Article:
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Man who threw acid on cousins celebrating birthday jailed for 16 years

Man who threw acid on cousins celebrating birthday jailed for 16 years

Categories: Latest News

Tuesday April 24 2018

Mr John Tomlin has been sentenced to 16 years in prison for throwing acid on Ms Resham Khan and Mr Jameel Mukhtar on the 21st of June 2017.

The cousins had been celebrating Ms Khan’s 21st birthday when they were viciously attacked in Beckton, East London.

CCTV footage shows Mr Tomlin running up to the car of the Mr Mukhtar and Ms Khan and throwing a bottle of acid at the pair.

Passers-by stated that the cousins were “jumping around as if they were on fire”.

Mr Tomlin surrendered to the police a month after the incident and claimed that he had been hearing voices in his head.

Ms Khan later said that the day which was meant to be of happiness was “turned into a day where my face was taken away from me”.

She added: “I have been looking at myself in the mirror it upsets me, it brings back the incident on the day, it doesn’t look like me”.

Ms Khan suffered from extensive injuries to her neck and face which have left lifelong scars.

Snaresbrook Crown Court also heard that Ms Khan had developed severe depression and anxiety as a result of the attack.

Mr Mukhtar also suffered from extensive injuries to his body, neck and head and impaired hearing in one ear.

Mr Mukhtar, in a victim statement, said: “I get flashbacks and am really worried to leave my house, constantly looking over my right shoulder fearing attacks…I am mentally and physically scarred for life. I can’t even have a relationship. It’s enough dealing with myself”.

Mr Tomlin plead guilty to two charges of intentionally causing grievous bodily harm.

Mr Mukhtar, responding to Mr Tomlin’s sentence of 16 years, said: “The sentence isn’t long enough, my life has finished, I’m in continuous pain, I can’t sleep and I can’t eat…He should have been given life, he should have done the whole of his life in prison”.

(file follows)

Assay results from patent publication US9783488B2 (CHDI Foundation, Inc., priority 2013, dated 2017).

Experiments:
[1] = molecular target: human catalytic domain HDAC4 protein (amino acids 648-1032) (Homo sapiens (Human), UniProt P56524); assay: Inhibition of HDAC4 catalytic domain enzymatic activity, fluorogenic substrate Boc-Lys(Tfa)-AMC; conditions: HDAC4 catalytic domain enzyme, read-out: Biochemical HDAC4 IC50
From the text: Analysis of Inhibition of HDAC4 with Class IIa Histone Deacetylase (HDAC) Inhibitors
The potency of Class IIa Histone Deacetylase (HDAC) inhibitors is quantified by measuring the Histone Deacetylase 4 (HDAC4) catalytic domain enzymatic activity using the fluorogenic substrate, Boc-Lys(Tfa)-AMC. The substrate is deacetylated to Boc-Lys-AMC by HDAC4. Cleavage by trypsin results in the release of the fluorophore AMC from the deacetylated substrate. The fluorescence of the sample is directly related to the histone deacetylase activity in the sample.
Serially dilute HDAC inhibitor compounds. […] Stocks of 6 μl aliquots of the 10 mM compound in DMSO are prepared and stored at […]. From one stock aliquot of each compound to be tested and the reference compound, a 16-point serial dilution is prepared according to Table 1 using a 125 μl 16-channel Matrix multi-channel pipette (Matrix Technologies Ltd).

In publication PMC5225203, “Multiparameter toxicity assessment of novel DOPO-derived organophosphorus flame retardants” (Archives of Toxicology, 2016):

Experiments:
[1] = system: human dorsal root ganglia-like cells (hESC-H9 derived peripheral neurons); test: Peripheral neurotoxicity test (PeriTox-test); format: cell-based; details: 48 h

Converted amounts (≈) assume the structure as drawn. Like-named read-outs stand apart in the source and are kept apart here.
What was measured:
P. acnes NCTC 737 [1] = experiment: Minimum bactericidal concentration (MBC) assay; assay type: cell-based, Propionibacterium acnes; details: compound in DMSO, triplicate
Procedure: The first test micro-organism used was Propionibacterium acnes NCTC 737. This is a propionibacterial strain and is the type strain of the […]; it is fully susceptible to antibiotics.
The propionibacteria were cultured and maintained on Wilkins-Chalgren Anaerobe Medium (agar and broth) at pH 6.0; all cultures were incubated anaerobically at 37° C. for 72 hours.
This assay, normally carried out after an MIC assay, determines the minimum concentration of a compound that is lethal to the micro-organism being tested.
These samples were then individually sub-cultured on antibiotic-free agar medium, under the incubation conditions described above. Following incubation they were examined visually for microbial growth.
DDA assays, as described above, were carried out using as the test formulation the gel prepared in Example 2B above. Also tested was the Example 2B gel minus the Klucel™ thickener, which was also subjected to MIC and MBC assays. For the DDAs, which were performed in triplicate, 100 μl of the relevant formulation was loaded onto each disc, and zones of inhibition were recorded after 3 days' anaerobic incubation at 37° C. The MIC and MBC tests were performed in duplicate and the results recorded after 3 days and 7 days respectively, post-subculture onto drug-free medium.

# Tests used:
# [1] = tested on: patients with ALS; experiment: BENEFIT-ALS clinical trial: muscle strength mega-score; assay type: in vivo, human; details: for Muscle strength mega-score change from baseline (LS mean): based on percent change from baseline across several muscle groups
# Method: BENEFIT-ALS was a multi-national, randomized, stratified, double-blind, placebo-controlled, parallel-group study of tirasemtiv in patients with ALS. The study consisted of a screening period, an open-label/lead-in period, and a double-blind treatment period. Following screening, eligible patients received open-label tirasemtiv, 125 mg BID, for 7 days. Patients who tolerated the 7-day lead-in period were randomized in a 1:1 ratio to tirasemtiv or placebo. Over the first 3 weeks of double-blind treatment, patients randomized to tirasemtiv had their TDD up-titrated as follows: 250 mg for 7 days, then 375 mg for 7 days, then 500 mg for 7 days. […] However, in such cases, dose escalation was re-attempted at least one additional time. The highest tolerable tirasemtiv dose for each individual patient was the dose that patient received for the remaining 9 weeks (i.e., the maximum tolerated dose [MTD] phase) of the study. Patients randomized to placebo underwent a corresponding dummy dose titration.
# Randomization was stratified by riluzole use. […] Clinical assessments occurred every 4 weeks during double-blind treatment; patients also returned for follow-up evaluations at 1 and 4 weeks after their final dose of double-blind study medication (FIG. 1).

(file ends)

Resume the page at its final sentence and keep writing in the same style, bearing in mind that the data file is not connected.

The Judge, Ms Sheelagh Canavan, after reading the sentence added: “No sentence I impose can ever give back to the victims what you took from them on 21 June. The court can only hope that in time and with help they can begin to put the consequences of your unprovoked attack behind them. It is undoubtedly a life’s work”.

Ms Canavan added: “It is becoming all too common an occurrence on our streets that members of the public are pouring water over people who have had acid thrown over them, as if this is some sort of fashionable assault that is being carried out”.

Recent years have seen a significant rise in the number of acid attacks being perpetrated in London. Figures released by the Metropolitan Police Force showed that 2017 saw 465 “corrosive liquid” offences being carried out an increase of more than 75% from two years previous (260 in 2015).

The figures also showed that very few were motivated by prejudice, reflecting concerns that gangs were increasingly utilising acid as a weapon.

The head of Acid Survivors Trust International, Mr Jaf Shah, has previously said: “We need to tackle the root causes. Gangs and youth criminality are often linked to social deprivation, disenfranchisement and lack of positive male role models”.

 

 

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